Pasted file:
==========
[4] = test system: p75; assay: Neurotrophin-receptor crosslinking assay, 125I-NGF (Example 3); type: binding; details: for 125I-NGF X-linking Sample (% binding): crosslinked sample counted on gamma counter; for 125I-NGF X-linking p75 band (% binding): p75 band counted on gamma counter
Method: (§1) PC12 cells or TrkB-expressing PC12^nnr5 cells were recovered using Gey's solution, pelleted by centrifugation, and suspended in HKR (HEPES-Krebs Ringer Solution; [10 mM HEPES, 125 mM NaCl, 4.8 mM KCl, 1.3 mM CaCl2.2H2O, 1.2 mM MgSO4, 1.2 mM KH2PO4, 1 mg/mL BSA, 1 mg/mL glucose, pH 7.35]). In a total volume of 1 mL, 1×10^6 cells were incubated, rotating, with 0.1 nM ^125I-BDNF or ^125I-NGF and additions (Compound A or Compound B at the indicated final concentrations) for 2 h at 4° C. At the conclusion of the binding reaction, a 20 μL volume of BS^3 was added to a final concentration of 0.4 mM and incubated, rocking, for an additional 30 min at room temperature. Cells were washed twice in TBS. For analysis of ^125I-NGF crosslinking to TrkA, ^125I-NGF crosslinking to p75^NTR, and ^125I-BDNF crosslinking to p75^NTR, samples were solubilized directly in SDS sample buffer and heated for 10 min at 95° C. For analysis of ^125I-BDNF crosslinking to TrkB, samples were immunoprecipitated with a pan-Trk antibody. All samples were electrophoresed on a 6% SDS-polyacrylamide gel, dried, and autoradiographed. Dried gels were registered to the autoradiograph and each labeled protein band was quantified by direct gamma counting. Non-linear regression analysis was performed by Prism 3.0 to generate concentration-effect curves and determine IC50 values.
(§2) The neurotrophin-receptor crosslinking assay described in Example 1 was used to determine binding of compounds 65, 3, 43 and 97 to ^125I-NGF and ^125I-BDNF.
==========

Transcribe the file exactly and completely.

[4] = test system: p75; assay: Neurotrophin-receptor crosslinking assay, 125I-NGF (Example 3); type: binding; details: for 125I-NGF X-linking Sample (% binding): crosslinked sample counted on gamma counter; for 125I-NGF X-linking p75 band (% binding): p75 band counted on gamma counter
Method: (§1) PC12 cells or TrkB-expressing PC12^nnr5 cells were recovered using Gey's solution, pelleted by centrifugation, and suspended in HKR (HEPES-Krebs Ringer Solution; [10 mM HEPES, 125 mM NaCl, 4.8 mM KCl, 1.3 mM CaCl2.2H2O, 1.2 mM MgSO4, 1.2 mM KH2PO4, 1 mg/mL BSA, 1 mg/mL glucose, pH 7.35]). In a total volume of 1 mL, 1×10^6 cells were incubated, rotating, with 0.1 nM ^125I-BDNF or ^125I-NGF and additions (Compound A or Compound B at the indicated final concentrations) for 2 h at 4° C. At the conclusion of the binding reaction, a 20 μL volume of BS^3 was added to a final concentration of 0.4 mM and incubated, rocking, for an additional 30 min at room temperature. Cells were washed twice in TBS. For analysis of ^125I-NGF crosslinking to TrkA, ^125I-NGF crosslinking to p75^NTR, and ^125I-BDNF crosslinking to p75^NTR, samples were solubilized directly in SDS sample buffer and heated for 10 min at 95° C. For analysis of ^125I-BDNF crosslinking to TrkB, samples were immunoprecipitated with a pan-Trk antibody. All samples were electrophoresed on a 6% SDS-polyacrylamide gel, dried, and autoradiographed. Dried gels were registered to the autoradiograph and each labeled protein band was quantified by direct gamma counting. Non-linear regression analysis was performed by Prism 3.0 to generate concentration-effect curves and determine IC50 values.
(§2) The neurotrophin-receptor crosslinking assay described in Example 1 was used to determine binding of compounds 65, 3, 43 and 97 to ^125I-NGF and ^125I-BDNF.